*disclaimer – I am not an attorney, a CPA or anyone you would consider an expert with advice on this subject you would pay for. The following is merely some observations and opinion on those. If you need definitive advcie please seek out the necessary professional for an opinion**

Okay, now that we are through the disclaimer we can discuss something that is discussed with every non-profit thrift store we work with. It goes something like this:

“We have to be very careful about selling brand new non-donated items! It’s an IRS thing so we feel it’s too risky.  New items can only account for 15% or less of our annual revenue. So we would rather just not do it!”

Wait, did I hear you correctly? That doesn’t make any sense to me……

And that was out first introduction to something called UBIT; the Unrelated Business Income Tax. (sounds like a nasty little bugger doesn’t it!)

But I’m jumping ahead. Let me tell you how this all came about…

I need to give you some quick history on part of our journey so far. All of us at American Bedding Solutions came from the private sector. One evening over dinner we decided we could use our expertise from the private sector to do some good in the world and help non-profits do a little more of what they are good at. Our thoughts were this: If we put a mini version of our existing business in their store and left the large profits for our partner stores, then they would have our expertise (no learning curve), and a high margin/high volume product to add to the bottom line of their thrift store.  It’s a Win-Win-Win!

It seemed like a good idea then…. and with the help of many organizations we have refined our model and continue to make it better. It has generated well over $1,000,000 in sales for the stores we have worked with.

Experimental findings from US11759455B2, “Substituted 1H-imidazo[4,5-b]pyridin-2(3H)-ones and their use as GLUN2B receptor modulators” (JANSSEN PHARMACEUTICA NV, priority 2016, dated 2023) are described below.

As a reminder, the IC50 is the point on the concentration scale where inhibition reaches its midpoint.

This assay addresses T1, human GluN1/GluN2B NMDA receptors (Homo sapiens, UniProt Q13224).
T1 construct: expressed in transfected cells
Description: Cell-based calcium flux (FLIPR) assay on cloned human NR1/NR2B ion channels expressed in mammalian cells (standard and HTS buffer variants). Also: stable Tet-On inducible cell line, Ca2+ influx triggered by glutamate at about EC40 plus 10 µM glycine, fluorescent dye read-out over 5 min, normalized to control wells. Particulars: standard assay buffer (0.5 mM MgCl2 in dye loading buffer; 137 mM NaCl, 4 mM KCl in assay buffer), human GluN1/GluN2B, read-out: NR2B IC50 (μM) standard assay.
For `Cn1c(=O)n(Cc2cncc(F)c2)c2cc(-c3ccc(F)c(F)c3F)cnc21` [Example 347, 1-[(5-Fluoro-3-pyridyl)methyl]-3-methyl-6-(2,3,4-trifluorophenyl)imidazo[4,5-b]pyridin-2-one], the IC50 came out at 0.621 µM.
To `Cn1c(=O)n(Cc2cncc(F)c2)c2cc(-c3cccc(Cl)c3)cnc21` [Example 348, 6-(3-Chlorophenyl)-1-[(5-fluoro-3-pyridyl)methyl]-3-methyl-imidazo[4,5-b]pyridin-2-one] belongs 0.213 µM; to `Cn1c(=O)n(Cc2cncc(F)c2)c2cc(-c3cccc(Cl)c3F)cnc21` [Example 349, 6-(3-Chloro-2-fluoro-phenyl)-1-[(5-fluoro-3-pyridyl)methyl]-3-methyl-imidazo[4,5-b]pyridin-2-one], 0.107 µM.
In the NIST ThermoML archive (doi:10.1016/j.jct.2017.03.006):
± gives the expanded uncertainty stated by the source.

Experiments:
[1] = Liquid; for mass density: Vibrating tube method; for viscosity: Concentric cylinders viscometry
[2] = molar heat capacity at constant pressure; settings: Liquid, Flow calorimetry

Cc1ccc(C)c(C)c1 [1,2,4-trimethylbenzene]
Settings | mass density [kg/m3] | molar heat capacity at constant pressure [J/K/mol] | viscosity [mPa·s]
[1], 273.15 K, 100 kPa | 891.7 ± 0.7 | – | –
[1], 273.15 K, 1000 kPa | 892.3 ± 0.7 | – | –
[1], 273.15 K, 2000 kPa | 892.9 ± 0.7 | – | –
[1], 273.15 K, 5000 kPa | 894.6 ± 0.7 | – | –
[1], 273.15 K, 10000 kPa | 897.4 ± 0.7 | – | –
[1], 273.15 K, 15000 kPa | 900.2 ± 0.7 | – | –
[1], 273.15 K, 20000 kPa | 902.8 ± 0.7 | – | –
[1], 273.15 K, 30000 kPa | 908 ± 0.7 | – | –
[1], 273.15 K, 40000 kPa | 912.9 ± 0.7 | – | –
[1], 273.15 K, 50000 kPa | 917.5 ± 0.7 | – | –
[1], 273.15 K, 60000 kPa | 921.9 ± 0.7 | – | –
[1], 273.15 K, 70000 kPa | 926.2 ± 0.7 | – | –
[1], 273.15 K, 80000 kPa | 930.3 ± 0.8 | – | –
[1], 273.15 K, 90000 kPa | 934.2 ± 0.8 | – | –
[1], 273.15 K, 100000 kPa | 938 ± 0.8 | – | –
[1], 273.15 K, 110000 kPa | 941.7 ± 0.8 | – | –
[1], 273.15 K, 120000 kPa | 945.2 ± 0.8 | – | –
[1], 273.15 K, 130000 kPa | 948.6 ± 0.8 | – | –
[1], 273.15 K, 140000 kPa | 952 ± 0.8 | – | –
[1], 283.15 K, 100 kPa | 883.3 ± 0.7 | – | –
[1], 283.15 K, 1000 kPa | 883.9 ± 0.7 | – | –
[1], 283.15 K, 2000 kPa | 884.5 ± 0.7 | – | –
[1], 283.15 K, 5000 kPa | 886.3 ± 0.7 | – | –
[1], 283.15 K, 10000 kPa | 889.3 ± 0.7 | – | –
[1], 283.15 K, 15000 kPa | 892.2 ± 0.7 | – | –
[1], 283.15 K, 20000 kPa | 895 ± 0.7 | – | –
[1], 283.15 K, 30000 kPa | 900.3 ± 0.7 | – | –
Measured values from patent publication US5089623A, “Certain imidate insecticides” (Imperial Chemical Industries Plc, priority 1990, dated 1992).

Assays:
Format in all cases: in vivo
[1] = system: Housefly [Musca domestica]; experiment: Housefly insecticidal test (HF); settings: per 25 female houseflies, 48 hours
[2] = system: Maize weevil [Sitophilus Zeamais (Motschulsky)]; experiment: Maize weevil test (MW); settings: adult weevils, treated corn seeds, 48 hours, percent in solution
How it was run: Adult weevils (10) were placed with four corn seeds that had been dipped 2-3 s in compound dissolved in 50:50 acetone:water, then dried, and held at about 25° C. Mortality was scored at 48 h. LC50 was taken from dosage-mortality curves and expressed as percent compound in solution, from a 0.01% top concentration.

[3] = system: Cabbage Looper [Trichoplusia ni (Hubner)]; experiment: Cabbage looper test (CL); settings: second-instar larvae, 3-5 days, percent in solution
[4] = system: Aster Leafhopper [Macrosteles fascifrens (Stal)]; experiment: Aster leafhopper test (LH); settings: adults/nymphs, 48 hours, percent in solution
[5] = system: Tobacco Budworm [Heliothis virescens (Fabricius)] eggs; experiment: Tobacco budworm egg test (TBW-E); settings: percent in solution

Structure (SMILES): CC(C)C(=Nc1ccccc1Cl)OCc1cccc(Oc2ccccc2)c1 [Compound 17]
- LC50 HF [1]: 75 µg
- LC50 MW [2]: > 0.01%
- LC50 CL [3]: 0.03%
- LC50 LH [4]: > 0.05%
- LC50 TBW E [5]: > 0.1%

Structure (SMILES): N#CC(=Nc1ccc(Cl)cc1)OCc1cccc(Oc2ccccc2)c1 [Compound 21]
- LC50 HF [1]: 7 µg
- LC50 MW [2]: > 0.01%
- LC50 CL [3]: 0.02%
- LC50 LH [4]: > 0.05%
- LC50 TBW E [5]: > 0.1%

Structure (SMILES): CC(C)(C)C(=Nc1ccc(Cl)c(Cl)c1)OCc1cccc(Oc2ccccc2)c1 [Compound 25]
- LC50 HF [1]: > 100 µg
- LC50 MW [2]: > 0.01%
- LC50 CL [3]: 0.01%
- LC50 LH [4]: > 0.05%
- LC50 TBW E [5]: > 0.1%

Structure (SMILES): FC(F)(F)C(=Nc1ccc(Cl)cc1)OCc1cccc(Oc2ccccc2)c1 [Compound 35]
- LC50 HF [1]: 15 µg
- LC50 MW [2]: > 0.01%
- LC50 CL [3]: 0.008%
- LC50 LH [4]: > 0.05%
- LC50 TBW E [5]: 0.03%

You See….

At first we figured everyone understood this “issue” and maybe we didn’t, since we were the new kids on the block. Fast forward a bit, and we began realizing that we were mistaken; everyone didn’t understand it thoroughly! We kept hearing about this “15% issue” over and over, so we finally asked a few CFO’s if they could point us to the specific documentation on it. We wanted to understand it as well. After all, it was part of our ongoing conversations. Guess what we found………… nobody knew where to send us!

I know, I know…… you are probably thinking the same thing I was: “You are using this as a guideline for your business, but you don’t know where to find the guideline?” (Actually I wondering if it was a real guideline or just something anecdotal that had reached “factual” proportions)

It was starting to seem like this “guideline” was the mythical Unicorn or Bigfoot of the nonprofit thrift world.

Then it hit me…..

Someone has to know, right? And we need to know because it is part of our discussions! (this is probably the same feeling that drives people to search for Bigfoot!) So we went on the hunt for ANY documentation we could find. Guess what? With the help of some very smart people we found it! (Thank you Wade and Merv!) 

You can read all about it right HERE (and I would HIGHLY recommend doing it if you have trouble falling asleep!)

What this all boils down to is…